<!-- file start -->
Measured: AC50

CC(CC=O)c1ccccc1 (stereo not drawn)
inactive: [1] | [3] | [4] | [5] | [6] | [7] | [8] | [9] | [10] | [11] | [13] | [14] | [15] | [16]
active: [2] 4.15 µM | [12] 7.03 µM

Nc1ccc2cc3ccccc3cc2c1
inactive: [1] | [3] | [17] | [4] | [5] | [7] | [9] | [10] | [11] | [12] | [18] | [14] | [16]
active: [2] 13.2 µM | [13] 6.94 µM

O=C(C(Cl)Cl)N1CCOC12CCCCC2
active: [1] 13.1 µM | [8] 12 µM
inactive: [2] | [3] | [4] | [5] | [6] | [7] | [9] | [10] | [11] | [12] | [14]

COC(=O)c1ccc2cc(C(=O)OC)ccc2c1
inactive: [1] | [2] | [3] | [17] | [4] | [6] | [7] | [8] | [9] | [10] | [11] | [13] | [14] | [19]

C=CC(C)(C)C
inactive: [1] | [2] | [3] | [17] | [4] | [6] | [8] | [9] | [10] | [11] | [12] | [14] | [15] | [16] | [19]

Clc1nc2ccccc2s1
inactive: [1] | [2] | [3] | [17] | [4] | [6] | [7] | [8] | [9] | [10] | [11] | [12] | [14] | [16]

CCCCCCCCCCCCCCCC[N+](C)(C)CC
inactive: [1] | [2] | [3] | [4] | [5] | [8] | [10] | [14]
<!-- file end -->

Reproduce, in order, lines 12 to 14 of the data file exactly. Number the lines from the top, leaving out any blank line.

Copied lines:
inactive: [1] | [2] | [3] | [17] | [4] | [6] | [7] | [8] | [9] | [10] | [11] | [13] | [14] | [19]

C=CC(C)(C)C
inactive: [1] | [2] | [3] | [17] | [4] | [6] | [8] | [9] | [10] | [11] | [12] | [14] | [15] | [16] | [19]